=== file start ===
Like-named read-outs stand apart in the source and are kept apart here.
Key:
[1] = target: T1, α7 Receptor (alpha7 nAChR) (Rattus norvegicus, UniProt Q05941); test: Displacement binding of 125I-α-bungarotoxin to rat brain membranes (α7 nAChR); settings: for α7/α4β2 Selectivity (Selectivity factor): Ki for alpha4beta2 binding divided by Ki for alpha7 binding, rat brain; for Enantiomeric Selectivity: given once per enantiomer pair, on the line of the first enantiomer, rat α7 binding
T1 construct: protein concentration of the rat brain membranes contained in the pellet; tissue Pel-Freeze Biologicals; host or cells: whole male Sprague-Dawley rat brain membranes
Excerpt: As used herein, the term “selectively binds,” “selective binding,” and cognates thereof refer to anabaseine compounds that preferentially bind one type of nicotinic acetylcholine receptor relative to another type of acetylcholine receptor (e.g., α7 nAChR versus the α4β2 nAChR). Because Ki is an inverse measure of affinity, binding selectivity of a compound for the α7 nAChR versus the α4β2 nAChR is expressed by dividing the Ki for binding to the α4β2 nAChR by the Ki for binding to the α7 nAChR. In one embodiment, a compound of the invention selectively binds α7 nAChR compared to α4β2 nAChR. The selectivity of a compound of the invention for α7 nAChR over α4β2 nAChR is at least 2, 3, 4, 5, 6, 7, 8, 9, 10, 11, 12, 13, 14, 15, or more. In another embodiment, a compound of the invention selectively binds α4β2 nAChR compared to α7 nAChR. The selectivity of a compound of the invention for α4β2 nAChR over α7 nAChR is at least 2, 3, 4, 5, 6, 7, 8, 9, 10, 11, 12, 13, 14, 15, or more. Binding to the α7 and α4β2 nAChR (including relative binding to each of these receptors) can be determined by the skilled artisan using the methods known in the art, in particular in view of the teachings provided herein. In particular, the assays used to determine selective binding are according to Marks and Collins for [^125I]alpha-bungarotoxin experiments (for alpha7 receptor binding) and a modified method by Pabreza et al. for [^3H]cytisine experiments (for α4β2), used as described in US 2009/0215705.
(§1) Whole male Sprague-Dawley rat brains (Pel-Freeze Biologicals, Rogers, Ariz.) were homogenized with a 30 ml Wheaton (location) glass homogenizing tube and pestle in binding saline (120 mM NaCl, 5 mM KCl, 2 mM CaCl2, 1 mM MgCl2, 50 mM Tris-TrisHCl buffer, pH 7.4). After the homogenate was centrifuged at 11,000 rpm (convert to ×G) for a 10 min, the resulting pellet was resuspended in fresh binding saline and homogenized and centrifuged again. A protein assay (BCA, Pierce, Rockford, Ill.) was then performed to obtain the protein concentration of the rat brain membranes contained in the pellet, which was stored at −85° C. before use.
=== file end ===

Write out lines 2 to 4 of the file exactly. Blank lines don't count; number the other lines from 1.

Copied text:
Key:
[1] = target: T1, α7 Receptor (alpha7 nAChR) (Rattus norvegicus, UniProt Q05941); test: Displacement binding of 125I-α-bungarotoxin to rat brain membranes (α7 nAChR); settings: for α7/α4β2 Selectivity (Selectivity factor): Ki for alpha4beta2 binding divided by Ki for alpha7 binding, rat brain; for Enantiomeric Selectivity: given once per enantiomer pair, on the line of the first enantiomer, rat α7 binding
T1 construct: protein concentration of the rat brain membranes contained in the pellet; tissue Pel-Freeze Biologicals; host or cells: whole male Sprague-Dawley rat brain membranes